• Keeps items out of landfills– Choosing to repair slightly broken or damaged items, instead of replacing them, keeps items that still have a useable life out of landfills. Often times, just a quick fix can extend the life of household items.
  • Saves energy– Repairing an item, rather than replacing it, saves energy (and resources) that would be required to make something new. Even if an item can be recycled, such as a refrigerator or computer, energy is still saved by choosing to repair.
  • Saves money– For some items, it is less expensive to fix them than to replace them. If a fix isn’t too difficult, you can likely find a how-to online and fix the item yourself, leaving you to only pay for materials. When deciding to either repair or replace an item, most experts say to use the 50-percent rule: if the repair cost is estimated to be 50 percent or less than the amount you paid for the item, it is usually better to repair it.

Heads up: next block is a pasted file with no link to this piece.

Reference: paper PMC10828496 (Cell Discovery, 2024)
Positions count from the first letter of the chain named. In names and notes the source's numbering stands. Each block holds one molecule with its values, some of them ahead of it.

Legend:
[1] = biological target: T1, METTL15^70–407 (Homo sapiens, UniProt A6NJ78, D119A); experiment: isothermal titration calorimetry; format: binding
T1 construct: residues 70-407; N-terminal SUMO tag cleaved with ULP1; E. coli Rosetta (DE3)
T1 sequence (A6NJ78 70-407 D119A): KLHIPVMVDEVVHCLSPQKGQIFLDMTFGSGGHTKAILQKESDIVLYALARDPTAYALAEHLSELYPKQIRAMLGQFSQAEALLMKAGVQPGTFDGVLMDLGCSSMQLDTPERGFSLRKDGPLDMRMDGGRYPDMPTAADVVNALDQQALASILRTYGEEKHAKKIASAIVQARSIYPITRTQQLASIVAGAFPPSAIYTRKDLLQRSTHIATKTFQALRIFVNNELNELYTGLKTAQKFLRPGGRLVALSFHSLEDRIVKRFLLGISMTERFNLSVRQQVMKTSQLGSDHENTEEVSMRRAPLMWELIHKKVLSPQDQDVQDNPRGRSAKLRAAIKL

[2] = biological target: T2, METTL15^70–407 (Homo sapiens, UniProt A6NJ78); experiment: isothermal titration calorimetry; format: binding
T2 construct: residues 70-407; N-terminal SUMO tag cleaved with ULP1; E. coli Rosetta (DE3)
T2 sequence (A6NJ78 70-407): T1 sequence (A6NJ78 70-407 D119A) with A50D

Let's not add on to trash in the landfills- repair your items instead!

Let’s not add on to trash in the landfills- repair your items instead!

Many of you have used our recycling database WasteFreeSD.org to find locations to recycle or properly dispose of household hazardous waste. In order to step up our waste reduction efforts, I Love A Clean San Diego is introducing a new repair database to WasteFreeSD.org. With this addition, residents will be able to search for a repair shop near them, shops that service anything from a refrigerator to a surfboard. If you have a unique repair business that you would like added to our database, feel free to shoot me an email blopez@cleansd.org and we’d be happy to add it.

 

AND Repair!

AND Repair!

Don’t forget to check out WasteFreeSD.org for your recycling and repair needs!